Hamid shows nostalgia to be a pursuit that is regressive and destructive. It is shown to be something where the life in the present is continually rooted in the grasping of the past. The more there is failure in replicating this process, the greater the toll it takes on the individual and the greater destruction results from it. Nostalgia is shown to be as a narcotic, an opiate dulling the senses and causing more destruction with each intake.
Changez sees America's pursuit of nostalgia in the wake of the September 11 attacks as destructive. It is a pursuit that causes destruction to nations like Pakistan and Afghanistan. Nostalgia is what causes America to pursue a social and foreign policy of exclusion. The belief of what it was during World War II and the confidence it exuded are in stark contrast the helplessness it felt in seeing itself as the victim of attack. Nostalgia is what America absorbs to dull the pain of terror and to prevent open reflection on what happened and how it could have been avoided.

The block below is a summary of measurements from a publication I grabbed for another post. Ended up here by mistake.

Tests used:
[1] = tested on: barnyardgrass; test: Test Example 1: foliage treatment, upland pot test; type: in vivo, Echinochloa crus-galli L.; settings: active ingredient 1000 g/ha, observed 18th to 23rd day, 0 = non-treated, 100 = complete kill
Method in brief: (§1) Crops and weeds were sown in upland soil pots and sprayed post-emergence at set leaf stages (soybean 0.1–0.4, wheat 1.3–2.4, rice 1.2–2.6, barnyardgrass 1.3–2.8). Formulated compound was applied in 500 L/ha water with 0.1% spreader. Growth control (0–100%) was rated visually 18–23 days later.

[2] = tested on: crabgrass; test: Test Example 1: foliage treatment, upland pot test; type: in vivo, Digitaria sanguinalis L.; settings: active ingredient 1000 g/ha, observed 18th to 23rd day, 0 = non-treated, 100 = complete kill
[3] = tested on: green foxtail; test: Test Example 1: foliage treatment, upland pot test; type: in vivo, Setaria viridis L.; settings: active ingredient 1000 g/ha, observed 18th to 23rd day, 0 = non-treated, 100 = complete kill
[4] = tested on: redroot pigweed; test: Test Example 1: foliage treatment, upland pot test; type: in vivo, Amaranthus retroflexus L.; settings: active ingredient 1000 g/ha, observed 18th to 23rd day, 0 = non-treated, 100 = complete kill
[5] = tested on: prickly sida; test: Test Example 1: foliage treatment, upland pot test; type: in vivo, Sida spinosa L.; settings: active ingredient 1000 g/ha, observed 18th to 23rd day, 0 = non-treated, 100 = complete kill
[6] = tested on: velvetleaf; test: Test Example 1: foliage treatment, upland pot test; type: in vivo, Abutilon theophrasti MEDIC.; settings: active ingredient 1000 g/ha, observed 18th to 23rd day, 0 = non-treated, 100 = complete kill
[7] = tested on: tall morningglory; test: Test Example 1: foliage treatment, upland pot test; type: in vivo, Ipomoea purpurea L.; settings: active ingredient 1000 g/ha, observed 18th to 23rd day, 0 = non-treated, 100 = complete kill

In much the same way, Erica's nostalgia of her past is one in which there is personal destruction. Her love of Chris is nostalgic and her gradual mental breakdown is the result of this nostalgia. Changez notices how she is "lost" in this nostalgic world, a vision that cannot replicate the past and in its failure to do so, seems to be more inclined to wish it so. Nostalgia in both Erica and America are shown to be destruction because they seek to recreate the past. Each inevitable failure to do so causes even more nostalgia, creating a regressive cycle where destruction to self and others is the only end result.